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Child's perspective & parents-view (in cases of parental alienation - psychological child abuse)

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Children who are being emotionally abused by a parent after/during a divorce, and are being actively isolated from the other parent, suffer a lot. Situations, where children are kept 'trapped' in the web of a parent with severe parental alienation behavior, must be seen as child protection issues, where proper interventions should be undertaken. Psychological child maltreatment and abuse should be taken very serious and stopped when happening.

How a large imbalance of power over and influence on a child (due to custody imbalance) fuels and creates even more ground for alienation -and in time breaks down the child-parent bond further due to a lack of association with normal life experiences with the socially excluded/alienated parent.

(How) do we enable kids to maintain a normal and realistic view of both of their parents after a divorce?

Lots of negative psychological effects can and will occur when the child does not get the chance (anymore) to live life in a normal way with each of the parents after a divorce, while before there was a normal relation and attachment with both parents. Suppression of the natural attachment system (to a parent) is a very important one, giving stress and other related issues.

The following graphic depicts the situation of a child who is being physically (and consequently also socially) isolated from parent-2 by parent-1. Also the new partner and network surrounding the child (with parent-1) and even professionally involved people, like from CPS, (when not educated/trained in P.A. dynamics and miss to see the counter intuitive signals) could add to this alienation process..

Child perspective HerVerbinden ECvdWaal
The picture shows the impossibility of the child to restore and to (re)build a normal view/image of parent-2 and association with normal life, because of it's (physical) isolation from it.

As we more and more realise, know and learn is, that a big imbalance of 'custody' time of the child between both parents is confirming the power and influence over the child by parent-1. As a result of this imbalance, the child's perspective is that it 'lives with' parent-1 and 'visits' the other parent. The court can make a change in the power imbalance, to support a firm process of restoring the bonding and relationship of the child with the alienated parent (and family / social network).

"To live is a chain of experiences in time, at certain places on earth"

The isolated child experiences and associates parent-1 (with active parental alienation behavior) with all aspects of life, while parent-2 is more and more alienated, put at a distance, because the child is not enabled to associate parent-2 with any form (experiences) of normal life, just because the child isn't put in the position to be in the normal environment of parent-2 for longer periods of time (days/weeks at a time). All social rituals are experienced with parent-1, not (or almost none) with parent-2.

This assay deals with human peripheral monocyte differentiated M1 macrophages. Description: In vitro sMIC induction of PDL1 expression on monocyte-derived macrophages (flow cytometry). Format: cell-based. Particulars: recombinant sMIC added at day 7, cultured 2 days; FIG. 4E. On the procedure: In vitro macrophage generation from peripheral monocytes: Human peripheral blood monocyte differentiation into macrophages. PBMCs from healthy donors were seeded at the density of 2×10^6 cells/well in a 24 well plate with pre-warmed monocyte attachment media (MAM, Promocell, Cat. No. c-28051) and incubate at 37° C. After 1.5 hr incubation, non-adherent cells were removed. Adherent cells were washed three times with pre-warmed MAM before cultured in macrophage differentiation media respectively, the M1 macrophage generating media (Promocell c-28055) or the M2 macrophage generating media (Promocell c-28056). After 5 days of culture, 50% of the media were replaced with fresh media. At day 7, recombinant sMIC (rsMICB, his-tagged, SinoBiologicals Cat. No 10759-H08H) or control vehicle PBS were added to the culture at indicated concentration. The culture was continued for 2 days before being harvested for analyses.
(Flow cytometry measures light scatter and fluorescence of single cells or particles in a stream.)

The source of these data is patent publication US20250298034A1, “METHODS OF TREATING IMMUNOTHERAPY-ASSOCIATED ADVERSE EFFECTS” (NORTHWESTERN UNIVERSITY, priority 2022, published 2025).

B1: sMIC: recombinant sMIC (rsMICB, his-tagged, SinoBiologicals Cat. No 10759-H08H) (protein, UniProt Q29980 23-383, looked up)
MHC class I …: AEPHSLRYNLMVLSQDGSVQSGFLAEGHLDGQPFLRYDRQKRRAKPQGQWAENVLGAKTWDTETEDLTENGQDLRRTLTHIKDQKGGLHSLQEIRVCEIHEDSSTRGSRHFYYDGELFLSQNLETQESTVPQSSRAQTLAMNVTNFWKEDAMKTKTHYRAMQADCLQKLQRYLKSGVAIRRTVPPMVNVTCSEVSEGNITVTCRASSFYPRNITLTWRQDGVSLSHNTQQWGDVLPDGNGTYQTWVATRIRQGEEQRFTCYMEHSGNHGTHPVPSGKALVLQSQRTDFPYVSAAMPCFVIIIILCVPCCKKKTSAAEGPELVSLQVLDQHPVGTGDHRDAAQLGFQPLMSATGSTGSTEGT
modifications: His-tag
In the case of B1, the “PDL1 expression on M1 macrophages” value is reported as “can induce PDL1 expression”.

In many cases Child Protection Services keep the children (for too long) away from the child's normal social envionment. In my opinion the place a child should be is: 'at home' with the mother or 'at home' with the father (when they both have a normal home to live). There is usually no need at all for a child to get comfortable with or even attach to an 'child-friendly' environment at some office of a CPS, or another so called 'neutral place'.

There are no neutral places if there is a parent (i.e. parent-1 in the picture) who is promoting this to be 'the best for the child' to 'see' the other parent (parent-2). The added message to the child is that it is not ok to go to the other parent's (parent-2) home. The child gets confirmed by the behaviour / organisation of the CPS workers, that there is 'something the matter with / not safe to be in' the home of parent-2. Why else should the child be kept away from the home/environment of parent-2 ?

Should the child conform to the internal organisation and workagenda's of the CPS, or should the CPS organise itself to adapt to the life of the child they should protect and restore a proper relationship with both parents with? I think the latter.

What do you think?


Erik van der Waal

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Lid PASG
Internationale studiegroep parental alienation [ www.PASG.info ]
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Voorzitter Parental Alienation Study Group: William Bernet, M.D.
[Professor Emeritus, Department of Psychiatry, Vanderbilt University School of Medicine, Nashville, Tennessee, USA]


Lid EAPAP
European Association of Parental Alienation Practitioners
Family Separation Clinic, London, UK
www.eapap.eu
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